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Vajranatha Avalokiteshvara

Vajranatha Avalokiteshvara

(Vajra-Lord Lokeshvara)

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Format Image SizePaper Size Price Availability  
A5+ Mounted 4.8 x 7.0 in.
(124 x 178 mm)
7 x 10 in.
(178 x 255 mm)
£30.00 Produced and despatched within 3 day(s)
A4 Size 7.3 x 10.5 in.
(186 x 267 mm)
8.3 x 11.7 in.
(210 x 297 mm)
£34.00 Currently in stock
A4 Mounted 7.3 x 10.5 in.
(186 x 267 mm)
11 x 14 in.
(297 x 420 mm)
£48.00 Currently in stock
A3+ Size 12 x 17.2 in
(304 x 436 mm)
13 x 19 in.
(329 x 483 mm)
£66.00 Produced and despatched within 2 day(s)

Vajranatha Avalokiteshvara :

Vajranatha, meaning the 'Vajra-Lord', appears as one of the hundred-and-eight manifestations of Avalokiteshvara in the Newar Buddhist pantheon. He stands gracefully in triple-bend posture (Skt. tribhanga) as he dances upon the moon disc of an immaculate open lotus, with his right foot drawn up and his left leg extended. Vajranatha is blue in colour, beautiful and serene, with two bow-shaped eyes and a sweetly smiling face. He wears divine silk garments on his lower body, with a long billowing silk scarf draped around his upper body, and Lokeshvara's deer-skin emblem is draped over his left shoulder.

His body is adorned with exquisite jewel ornaments; his five-jewel crown and his jeweled belt are strung with hanging loops of pearls, and his earrings, necklaces, bracelets, armlets and anklets are fashioned in the traditional Newar style. With his right hand he holds aloft a golden five-pointed vajra directly above the crown of his head, and with his left hand he holds the stem of a triple-blossoming lotus at the level of his hip.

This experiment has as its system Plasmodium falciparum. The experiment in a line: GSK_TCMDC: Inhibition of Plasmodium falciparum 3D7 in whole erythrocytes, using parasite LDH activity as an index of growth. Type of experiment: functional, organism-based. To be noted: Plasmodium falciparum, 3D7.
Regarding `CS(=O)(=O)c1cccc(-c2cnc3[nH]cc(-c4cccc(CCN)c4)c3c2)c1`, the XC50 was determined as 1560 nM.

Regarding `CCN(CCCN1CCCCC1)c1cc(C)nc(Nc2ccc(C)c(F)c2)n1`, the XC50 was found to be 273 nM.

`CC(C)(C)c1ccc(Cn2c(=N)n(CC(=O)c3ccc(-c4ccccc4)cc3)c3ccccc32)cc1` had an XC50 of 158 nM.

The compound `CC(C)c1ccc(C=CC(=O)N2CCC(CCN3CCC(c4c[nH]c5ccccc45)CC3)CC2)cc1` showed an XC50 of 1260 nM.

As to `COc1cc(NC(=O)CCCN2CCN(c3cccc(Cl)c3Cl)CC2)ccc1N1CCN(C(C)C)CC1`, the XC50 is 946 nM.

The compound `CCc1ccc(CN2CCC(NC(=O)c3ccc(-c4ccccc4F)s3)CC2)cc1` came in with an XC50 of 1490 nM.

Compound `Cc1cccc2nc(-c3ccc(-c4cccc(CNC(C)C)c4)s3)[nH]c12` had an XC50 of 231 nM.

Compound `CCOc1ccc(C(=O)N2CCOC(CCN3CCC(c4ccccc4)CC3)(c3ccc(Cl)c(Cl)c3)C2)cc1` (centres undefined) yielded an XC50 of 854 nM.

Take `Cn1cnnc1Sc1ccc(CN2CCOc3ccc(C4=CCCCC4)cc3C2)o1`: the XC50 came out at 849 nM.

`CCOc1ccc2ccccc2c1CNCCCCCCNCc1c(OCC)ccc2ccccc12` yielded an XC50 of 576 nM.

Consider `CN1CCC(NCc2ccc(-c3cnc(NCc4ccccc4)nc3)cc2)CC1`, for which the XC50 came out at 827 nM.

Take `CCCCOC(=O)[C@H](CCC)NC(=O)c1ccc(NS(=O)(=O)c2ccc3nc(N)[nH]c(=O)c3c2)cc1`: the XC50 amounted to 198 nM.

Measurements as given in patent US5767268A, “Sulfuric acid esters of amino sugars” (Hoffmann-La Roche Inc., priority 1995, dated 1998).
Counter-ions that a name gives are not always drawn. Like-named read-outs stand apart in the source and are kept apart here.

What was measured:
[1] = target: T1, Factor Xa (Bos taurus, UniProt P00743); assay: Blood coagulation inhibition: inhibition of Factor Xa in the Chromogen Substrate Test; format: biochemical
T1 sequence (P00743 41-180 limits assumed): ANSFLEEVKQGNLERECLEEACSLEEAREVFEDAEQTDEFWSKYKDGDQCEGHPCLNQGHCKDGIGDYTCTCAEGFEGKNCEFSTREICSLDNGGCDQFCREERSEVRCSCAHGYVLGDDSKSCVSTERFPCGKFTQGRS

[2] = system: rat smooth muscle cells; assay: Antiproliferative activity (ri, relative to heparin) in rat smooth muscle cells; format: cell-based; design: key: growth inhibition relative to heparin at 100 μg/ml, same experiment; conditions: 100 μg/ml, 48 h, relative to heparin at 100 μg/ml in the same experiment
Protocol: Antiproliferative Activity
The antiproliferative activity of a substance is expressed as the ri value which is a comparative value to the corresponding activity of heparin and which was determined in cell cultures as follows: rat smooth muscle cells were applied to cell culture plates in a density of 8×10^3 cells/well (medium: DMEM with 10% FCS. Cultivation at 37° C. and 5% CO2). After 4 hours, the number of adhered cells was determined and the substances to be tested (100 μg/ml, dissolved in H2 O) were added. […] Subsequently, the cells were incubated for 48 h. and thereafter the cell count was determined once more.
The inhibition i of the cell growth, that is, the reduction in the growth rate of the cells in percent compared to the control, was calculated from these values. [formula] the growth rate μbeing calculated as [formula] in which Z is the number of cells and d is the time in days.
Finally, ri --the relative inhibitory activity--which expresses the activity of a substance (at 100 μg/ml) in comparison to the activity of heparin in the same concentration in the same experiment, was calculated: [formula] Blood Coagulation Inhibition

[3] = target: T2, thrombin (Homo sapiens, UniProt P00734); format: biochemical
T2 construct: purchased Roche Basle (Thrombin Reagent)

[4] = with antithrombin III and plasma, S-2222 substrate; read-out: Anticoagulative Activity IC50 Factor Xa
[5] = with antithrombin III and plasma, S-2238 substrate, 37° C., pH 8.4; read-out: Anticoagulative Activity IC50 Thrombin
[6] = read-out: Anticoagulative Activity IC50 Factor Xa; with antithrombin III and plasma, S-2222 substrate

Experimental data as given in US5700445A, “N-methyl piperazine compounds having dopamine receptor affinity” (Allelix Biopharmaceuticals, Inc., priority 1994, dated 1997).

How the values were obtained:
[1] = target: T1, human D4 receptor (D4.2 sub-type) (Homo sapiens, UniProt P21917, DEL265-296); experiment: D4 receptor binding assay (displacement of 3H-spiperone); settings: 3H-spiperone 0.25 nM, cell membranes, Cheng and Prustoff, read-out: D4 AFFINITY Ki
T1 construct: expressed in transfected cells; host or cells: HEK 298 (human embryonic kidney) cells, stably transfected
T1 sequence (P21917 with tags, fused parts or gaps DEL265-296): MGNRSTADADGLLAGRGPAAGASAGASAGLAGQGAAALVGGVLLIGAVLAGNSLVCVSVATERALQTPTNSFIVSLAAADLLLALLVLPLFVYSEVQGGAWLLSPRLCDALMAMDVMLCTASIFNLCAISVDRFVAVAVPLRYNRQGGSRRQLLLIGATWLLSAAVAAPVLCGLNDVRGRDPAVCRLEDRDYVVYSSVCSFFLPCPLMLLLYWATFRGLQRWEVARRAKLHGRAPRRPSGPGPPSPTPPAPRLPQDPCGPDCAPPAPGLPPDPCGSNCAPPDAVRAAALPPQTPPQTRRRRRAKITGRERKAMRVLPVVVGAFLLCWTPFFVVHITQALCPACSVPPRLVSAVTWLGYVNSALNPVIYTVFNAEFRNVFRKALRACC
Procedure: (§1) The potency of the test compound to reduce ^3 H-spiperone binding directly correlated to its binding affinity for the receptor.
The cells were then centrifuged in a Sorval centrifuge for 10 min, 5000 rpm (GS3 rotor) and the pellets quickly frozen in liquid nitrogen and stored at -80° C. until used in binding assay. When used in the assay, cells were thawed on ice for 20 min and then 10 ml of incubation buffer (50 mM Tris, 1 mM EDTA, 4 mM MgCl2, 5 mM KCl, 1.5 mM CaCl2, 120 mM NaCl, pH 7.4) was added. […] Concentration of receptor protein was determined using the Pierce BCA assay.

Vajranatha's moon and lotus pedestal rests upon the plinth of an ornate throne, with its magnificent back-support or torana ascending behind him. The throne's fa├žade is ornamented with the central image of a serpent-grasping garuda with outspread hands and wings, with an elephant adorning the plinth at either end. Standing in dance posture at either side of Vajranatha are the sculptural forms of White Saptalocana or 'seven-eyed' Tara (right) and Green Arya Tara (left), both of who appear with their right hands making the varada-mudra of supreme generosity and their left hands holding the stems of their lotus flowers.

Ascending behind the ornate auras of these great female bodhisattvas are the symmetrical columns of Lokeshvara's torana, their two central pillars entwined with jewel-grasping dragons. The angled capitals of these columns support the arched upper torana, which is embellished with the traditional Newar motifs of two makara or 'water-monsters', and the crowning serpent-devouring head of Cheppu or kirtimukha, meaning the 'face of glory'. The makara have ornate scrolling tails, raised trunks, and jewel crests with little hanging bells that protrude from their ferocious mouths. While the mask-like head of Cheppu devours two serpents with his feathery hands, while his fierce face is adorned with horns, a crescent moon and a crowning jewel emblem.

The eyes of all these mythical creatures and of the two dancing forms of White and Green Tara are depicted without pupils to heighten the sculptural effect of Vajranatha's beautiful throne and torana. An ornate banner or parasol floats above Lokeshvara's torana, and the background landscape is composed of ascending rock formations and hills, with a Newar stupa and a lotus blossom appearing in the upper area of this lovely composition.

© text by Robert Beer